Here's a comprehensive examination of the likely effects of nuclear war, and what can be done to save the earth and its inhabitants from them.
Everyone who wants to save the Earth has a part to play in preventing nuclear war.
Illustration by Fotolia/Leo Blanchette
Pressure and heat would directly or indirectly produce most of the casualties if a one-megaton bomb were detonated in the air over a typical U.S. city. 12 psi or greater (up to 2 1/2 miles): All but the most heavily reinforced concrete buildings are destroyed; 100% fatalities. 12 psi to 5 psi (2 1/2 to 4 1/2 miles): Frame and brick buildings are destroyed; combustible materials ignite spontaneously; 100% fatalities. 5 psi to 2 psi (4 1/2 to 9 miles): Some combustible materials ignite spontaneously; extensive damage to buildings; third-degree burns out to about 7 miles; greater than 50% casualties. 2 psi to 1 psi (9 miles to 13 miles): Some persons are injured by flying debris; loss of eyesight; burn and radiation injuries; immediate fatalities less than 25%.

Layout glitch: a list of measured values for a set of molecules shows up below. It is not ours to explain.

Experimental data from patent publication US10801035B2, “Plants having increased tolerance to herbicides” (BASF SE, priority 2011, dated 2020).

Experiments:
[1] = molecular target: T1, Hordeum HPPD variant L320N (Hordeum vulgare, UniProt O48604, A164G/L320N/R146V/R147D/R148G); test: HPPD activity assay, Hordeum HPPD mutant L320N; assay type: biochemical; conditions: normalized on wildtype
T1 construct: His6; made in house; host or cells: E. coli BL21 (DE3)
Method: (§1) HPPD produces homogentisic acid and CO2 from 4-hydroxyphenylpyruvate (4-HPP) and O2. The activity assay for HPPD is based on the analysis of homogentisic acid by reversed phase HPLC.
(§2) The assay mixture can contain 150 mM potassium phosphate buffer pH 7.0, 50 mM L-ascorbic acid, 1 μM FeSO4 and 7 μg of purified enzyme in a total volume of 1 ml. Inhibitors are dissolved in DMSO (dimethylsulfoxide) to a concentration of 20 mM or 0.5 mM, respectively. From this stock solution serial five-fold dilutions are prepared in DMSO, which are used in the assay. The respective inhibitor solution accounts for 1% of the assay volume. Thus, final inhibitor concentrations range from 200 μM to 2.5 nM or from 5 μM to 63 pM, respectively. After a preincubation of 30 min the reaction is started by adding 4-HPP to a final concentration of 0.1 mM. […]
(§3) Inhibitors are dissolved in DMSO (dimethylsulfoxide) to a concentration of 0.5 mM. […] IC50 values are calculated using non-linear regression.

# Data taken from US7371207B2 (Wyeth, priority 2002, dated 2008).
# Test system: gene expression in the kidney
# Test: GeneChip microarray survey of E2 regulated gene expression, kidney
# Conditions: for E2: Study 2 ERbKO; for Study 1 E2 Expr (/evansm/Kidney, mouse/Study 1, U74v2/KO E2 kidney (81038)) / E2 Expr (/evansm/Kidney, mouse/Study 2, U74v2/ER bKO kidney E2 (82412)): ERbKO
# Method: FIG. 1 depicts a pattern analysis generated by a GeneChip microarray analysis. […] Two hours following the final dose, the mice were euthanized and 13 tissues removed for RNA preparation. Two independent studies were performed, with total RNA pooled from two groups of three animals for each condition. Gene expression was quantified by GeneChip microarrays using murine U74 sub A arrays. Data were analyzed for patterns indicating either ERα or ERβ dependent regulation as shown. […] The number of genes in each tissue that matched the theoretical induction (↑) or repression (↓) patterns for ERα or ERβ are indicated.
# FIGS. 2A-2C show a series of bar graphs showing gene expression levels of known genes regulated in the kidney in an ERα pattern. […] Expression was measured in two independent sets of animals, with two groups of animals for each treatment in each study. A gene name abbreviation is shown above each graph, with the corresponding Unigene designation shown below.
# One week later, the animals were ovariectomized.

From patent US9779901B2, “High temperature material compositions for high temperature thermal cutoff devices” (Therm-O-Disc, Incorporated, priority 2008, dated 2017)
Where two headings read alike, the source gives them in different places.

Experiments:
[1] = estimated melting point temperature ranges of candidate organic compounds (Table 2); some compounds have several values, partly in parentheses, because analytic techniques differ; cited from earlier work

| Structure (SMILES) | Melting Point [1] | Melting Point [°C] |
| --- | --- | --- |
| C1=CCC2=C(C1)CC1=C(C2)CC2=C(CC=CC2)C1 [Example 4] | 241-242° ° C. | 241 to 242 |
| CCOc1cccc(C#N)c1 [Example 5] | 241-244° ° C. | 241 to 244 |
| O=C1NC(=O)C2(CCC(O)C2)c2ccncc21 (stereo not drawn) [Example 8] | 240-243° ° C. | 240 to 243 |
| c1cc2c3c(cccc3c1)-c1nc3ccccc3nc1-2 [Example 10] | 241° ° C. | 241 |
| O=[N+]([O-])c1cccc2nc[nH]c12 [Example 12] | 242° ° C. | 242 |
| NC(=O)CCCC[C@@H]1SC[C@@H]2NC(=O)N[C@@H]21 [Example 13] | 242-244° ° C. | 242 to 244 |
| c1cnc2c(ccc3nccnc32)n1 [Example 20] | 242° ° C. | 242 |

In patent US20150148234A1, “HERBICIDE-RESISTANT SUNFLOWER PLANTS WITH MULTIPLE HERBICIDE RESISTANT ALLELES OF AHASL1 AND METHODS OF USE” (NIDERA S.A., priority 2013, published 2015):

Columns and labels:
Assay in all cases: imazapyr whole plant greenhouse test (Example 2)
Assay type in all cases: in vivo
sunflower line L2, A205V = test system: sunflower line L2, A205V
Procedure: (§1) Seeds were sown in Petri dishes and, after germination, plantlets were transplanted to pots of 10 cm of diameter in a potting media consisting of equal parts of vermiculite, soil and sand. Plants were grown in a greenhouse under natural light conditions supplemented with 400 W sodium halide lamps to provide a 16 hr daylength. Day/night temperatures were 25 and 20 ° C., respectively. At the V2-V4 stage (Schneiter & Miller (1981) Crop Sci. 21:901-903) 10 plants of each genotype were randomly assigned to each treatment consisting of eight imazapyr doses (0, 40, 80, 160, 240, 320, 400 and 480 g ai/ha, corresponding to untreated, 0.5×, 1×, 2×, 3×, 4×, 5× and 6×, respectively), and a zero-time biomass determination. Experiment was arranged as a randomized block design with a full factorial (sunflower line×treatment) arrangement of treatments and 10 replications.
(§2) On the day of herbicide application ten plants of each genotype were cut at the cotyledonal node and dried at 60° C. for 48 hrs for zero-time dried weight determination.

MOTHER EARTH NEWS Staff
The destructive capacity of today's nuclear missiles dwarf that of the Hiroshima bomb.